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Over the past decade, small group training (SGT) has continued to rise in popularity as a more affordable alternative to personal training. As a result, YMCAs, JCCs and community rec centers across the U.S. have begun carving out space and purchasing equipment specifically for small group classes and programs.

This includes The Y In Central Maryland, which recently purchased the Precor Queenax — a functional and suspended bodyweight training system — with SGT in mind.

Here, Kelly Lepley, the executive director of fitness at The Y In Central Maryland, shares additional insight into the Queenax and SGT trends:

CR: Why do you think SGT has risen in popularity?

KL: SGT is growing in part due to the fact it’s a more affordable option for personalized training programs, but also due to the social component associated with this form of training.

CR: How is your YMCA responding to the SGT trend? Did you feel it was important to carve out a dedicated space for SGT?

KL: We have been working on ways to reallocate space utilization, but also determine which trainers are most interested in leading this form of training, as it requires a more outgoing personality — similar to group exercise in nature, but more of a coaching quality. We have added multiple specialty SGT options in the past two years and are looking to continue expanding our SGT offerings.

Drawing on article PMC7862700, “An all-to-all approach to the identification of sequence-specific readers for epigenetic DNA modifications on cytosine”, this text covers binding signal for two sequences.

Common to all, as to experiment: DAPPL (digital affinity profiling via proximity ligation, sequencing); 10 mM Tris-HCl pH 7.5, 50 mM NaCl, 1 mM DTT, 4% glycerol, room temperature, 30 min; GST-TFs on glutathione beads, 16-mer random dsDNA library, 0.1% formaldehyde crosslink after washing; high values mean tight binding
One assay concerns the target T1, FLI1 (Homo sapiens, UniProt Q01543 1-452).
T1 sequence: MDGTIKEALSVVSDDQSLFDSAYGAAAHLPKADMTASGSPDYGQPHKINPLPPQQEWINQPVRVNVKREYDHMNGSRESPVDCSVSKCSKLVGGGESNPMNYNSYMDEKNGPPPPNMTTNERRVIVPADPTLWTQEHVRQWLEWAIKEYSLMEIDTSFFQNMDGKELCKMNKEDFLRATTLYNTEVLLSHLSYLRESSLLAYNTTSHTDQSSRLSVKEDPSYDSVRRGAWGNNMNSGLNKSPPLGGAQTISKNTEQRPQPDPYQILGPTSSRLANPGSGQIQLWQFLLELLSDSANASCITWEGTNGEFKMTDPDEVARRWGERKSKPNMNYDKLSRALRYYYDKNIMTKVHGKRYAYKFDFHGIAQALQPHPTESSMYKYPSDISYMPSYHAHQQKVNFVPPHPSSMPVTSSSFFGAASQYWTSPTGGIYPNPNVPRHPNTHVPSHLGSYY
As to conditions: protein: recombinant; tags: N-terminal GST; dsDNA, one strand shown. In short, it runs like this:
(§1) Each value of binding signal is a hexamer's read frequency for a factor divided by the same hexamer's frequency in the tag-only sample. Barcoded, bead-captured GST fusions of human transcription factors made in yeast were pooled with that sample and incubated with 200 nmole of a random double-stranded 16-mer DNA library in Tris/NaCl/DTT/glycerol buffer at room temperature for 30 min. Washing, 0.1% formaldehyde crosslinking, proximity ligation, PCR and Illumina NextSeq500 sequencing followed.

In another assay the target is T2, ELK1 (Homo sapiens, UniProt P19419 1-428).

CR: Why did you decide to purchase the Precor Queenax, and how will it be used?

LK: Queenax is a tool to offer functional training in a structured environment with many components to meet a variety of interests, needs and training modalities. It will be used specifically for SGT.

CR: Are there any other SGT programs you’re offering?

KL: We offer many freestyle SGT programs that are trainer developed and multi-faceted, and some that are more formalized and structured, such as BoxMaster, Gravity, GRIT and TRX.

CR: What tips can you share with other rec centers on how they can run a successful SGT program?

KL: Make sure you have the right director in place with the ambition and drive to lead and put in the time to grow SGT programs. You have to be methodical in how you present, demo and expand SGT.

Start with demos in the exact time slot you will offer the program, promote and create a lot of energy around it. This sometimes requires significant behind the scenes work with personal invites to new members and trainer commitment.

Once you have classes reaching their max of eight participants, add new classes. Don’t add 15 classes at one time. Let one to three classes start the program, and create a sense of urgency that spaces are limited.

It takes time and effort — once and done doesn’t cut it in the initial phases — but after a base is created, word of mouth spreads and more members want to be a part of the energy around SGT.

Rachel Zabonick-Chonko

Rachel is the Editor-in-Chief of Peake Media. Reach her at rachel@peakemedia.com.

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